On Thursday, April 16, President Donald Trump laid out a plan to gradually resume normal activities in the United States. The plan is called “Opening up America Again,” and it involves three phases. According to the whitehouse.gov “Opening Up America Again” website, the plan is “implementable on statewide or county by county basis at governors’ discretion,” meaning that governor’s are in control of when their state begins to reopen.

Before entering into Phase One, there are certain criteria that a state must meet, according to the whitehouse.gov site. Firstly, there must be a “downward trajectory of influenza like illnesses (ILI) reported within a 14 day period AND downward trajectory of covid-like syndromic cases reported within a 14 day period.” Secondly, the site states that there must be a “downward trajectory of documented cases within a 14 day period OR downward trajectory of positive tests as a percent of total tests within a 14 day period (flat or increasing volume of tests).” Finally, hospitals must be able to “treat all patients with crisis care” AND have in place a “robust testing program ... for at-risk healthcare workers, including emerging antibody testing.” The website states that these criteria may need to be modified or “tailored to local circumstances” by state or local officials, and urges governors to work on a “regional basis” to meet the criteria and move on to the phased parts of the plan.

Phase One of the plan urges all at-risk individuals to continue to shelter in place, and reminds those who live with at-risk individuals that by placing themselves in environments where social distancing is impractical, they could carry the virus home. Social distancing should continue, and socializing in groups larger than ten people should be avoided. Non-essential traveling should be avoided as well. Employers are to encourage telework, come back to work on site in phases if possible, enforce social distancing protocols, and “strongly consider special accommodations for personnel who are members of a vulnerable population.” In this phase, schools that are already closed should remain closed, visits to senior living facilities and hospitals are prohibited, and bars should remain closed as well. However, large venue businesses like sit-down restaurants and sporting venues and gyms can operate under strict social distancing regulations, and elective surgeries may take place.

To enter into Phase Two of the plan, a state or region should have no evidence of a “rebound,” and be able to satisfy the initial criteria a second time. Phase two follows the same protocol regarding at- risk populations and members of their households, and physical distancing is still encouraged. The maximum number of people that should gather at one time is 50, large venues can operate “under moderate social distancing protocols,” and non-essential travel can resume. Employers are urged to continue guidelines similar to those in Phase One, such as encouraging telework, but schools can reopen, and bars may operate “with diminished standing room occupancy.” Visits to senior care facilities and hospitals are still prohibited in Phase Two.

To move onto Phase Three of the plan, the initial criteria must be satisfied a third time, and there still must be no evidence of a “rebound.” In phase three, high-risk individuals may “resume public interactions, but should practice physical distancing,” while low-risk individuals should “consider minimizing time spent in crowded environments.” Employers may “resume unrestricted staffing of worksites,” visits to senior care facilities and hospitals may take place, large venues may operate with “limited” social distancing regulations, and bars can increase their standing room occupancy.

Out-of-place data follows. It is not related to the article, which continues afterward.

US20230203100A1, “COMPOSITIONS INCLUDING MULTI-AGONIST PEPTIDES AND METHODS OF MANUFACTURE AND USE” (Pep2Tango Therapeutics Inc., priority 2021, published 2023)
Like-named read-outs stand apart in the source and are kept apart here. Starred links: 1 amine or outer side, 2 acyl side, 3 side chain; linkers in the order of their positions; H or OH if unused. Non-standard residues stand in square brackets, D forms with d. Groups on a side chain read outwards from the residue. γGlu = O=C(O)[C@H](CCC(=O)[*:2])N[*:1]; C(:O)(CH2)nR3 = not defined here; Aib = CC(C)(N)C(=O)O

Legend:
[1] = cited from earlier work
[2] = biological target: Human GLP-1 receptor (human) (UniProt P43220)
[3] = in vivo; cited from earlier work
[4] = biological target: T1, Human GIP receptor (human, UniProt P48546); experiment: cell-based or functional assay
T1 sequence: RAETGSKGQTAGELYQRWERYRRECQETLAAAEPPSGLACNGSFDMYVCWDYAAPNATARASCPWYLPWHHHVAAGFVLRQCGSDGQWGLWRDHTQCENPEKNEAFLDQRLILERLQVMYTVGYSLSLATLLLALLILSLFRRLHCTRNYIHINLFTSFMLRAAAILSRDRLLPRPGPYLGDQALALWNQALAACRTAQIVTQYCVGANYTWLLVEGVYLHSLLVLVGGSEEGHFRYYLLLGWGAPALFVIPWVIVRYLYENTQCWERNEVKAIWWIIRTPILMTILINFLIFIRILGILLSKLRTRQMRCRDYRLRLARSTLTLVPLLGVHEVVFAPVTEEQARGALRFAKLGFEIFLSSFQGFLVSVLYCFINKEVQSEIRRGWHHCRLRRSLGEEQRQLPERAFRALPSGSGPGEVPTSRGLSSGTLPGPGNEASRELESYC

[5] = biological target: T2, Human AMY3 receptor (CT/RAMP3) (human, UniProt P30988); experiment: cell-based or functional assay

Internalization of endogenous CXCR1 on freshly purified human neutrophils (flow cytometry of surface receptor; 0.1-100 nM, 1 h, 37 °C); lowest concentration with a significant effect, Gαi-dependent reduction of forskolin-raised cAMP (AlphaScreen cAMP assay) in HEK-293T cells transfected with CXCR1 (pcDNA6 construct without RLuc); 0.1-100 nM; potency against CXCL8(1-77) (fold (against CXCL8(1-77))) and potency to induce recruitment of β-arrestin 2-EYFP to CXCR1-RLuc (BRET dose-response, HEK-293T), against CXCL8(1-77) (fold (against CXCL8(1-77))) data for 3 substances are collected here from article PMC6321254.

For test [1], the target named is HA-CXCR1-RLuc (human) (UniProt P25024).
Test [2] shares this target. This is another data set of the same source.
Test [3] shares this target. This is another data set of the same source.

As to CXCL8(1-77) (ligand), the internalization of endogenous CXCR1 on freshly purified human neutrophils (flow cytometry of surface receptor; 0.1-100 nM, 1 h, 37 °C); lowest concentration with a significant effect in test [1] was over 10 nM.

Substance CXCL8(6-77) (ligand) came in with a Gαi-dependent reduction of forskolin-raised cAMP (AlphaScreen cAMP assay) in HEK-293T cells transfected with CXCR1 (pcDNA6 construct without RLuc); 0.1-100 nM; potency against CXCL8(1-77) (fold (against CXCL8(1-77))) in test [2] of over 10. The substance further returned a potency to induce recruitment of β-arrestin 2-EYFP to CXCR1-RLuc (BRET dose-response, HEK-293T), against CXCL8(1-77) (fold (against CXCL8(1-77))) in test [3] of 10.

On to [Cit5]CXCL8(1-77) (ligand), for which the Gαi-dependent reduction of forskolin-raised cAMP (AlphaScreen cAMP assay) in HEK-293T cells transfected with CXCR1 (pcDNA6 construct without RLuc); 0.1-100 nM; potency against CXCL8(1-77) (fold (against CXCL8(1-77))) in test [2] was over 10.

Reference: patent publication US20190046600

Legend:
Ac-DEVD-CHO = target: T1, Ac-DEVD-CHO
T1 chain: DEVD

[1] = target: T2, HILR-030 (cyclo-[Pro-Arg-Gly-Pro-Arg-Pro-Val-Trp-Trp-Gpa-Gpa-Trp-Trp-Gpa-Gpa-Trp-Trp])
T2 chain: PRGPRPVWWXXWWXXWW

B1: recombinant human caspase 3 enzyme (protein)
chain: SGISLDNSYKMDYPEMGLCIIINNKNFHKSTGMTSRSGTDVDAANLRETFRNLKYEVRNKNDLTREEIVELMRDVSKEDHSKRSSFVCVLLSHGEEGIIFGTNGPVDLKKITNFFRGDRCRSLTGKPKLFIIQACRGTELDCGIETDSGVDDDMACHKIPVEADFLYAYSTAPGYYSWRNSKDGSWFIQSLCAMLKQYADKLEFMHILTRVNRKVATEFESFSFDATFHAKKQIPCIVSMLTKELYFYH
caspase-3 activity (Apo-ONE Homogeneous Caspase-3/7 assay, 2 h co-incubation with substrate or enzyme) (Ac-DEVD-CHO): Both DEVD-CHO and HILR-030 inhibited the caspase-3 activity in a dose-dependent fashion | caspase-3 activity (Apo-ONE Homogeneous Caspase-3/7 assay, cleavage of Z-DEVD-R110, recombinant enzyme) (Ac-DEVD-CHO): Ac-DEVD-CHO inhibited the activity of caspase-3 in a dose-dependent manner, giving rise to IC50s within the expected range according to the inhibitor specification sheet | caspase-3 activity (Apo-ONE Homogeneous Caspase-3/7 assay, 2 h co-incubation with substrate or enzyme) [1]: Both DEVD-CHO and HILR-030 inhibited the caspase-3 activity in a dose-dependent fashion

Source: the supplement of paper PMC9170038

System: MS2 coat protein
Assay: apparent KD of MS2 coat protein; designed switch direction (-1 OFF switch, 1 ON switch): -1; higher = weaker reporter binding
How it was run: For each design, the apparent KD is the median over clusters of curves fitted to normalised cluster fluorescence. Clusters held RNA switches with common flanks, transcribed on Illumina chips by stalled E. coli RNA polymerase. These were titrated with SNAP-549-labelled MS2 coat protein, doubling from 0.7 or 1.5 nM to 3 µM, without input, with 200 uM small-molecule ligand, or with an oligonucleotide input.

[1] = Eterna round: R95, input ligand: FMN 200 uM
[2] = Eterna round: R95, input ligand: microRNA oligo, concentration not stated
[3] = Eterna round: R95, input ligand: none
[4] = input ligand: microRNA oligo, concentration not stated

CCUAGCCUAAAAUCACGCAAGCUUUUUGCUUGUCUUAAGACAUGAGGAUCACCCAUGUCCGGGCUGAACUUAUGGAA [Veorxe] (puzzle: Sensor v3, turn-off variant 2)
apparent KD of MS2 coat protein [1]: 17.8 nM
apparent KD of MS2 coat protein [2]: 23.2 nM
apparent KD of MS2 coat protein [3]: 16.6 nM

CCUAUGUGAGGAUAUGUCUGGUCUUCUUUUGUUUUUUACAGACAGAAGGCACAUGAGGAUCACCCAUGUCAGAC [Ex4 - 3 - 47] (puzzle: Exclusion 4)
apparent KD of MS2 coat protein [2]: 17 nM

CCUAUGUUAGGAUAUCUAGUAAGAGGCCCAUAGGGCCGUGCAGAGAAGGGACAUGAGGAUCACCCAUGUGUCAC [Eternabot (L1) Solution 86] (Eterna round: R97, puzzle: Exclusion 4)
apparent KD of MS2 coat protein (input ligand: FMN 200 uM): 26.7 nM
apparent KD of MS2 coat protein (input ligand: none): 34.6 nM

According to mass.gov, Massachusetts is seeing a decline in new confirmed COVID-19 cases, but the data does not appear to show 14 days of decline in cases as of Tuesday, April 21, (based on graph from https://www.mass.gov/doc/covid-19-dashboard-april-21-2020/download), as required for entrance into Phase One of the “Opening Up America Again,” plan.

On Tuesday, April 21, Governor Charlie Baker announced that all students will not return to school for the remainder of the 2019-2020 school year, and that non-emergency daycare services will stay closed until June 29. According to masslive.com, Baker “did not commit to an answer on whether the non-essential business closure would be extended beyond May 5,” but did communicate that Massachusetts needed to see a “decline of positive COVID-19 test results and hospitalizations over multiple, consecutive days” before reopening.

According to CNN.com, Massachusetts has also joined a coalition of Northeastern states to coordinate how the reopening of the economy will take place. The coalition is made up of Massachusetts, New York, New Jersey, Connecticut, Pennsylvania, Delaware and Rhode Island. CNN.com reported that Massachusetts “will need to have testing, tracing, isolation and quarantine procedures in place to reopen, the governor said.”


https://www.whitehouse.gov/openingamerica/#phase-one https://www.mass.gov/doc/covid-19-dashboard-april-21-2020/download https://www.masslive.com/coronavirus/2020/04/gov-baker-massachusetts-businesses-could-reopen-before-end-of-june-if-covid-19-cases-decline.html


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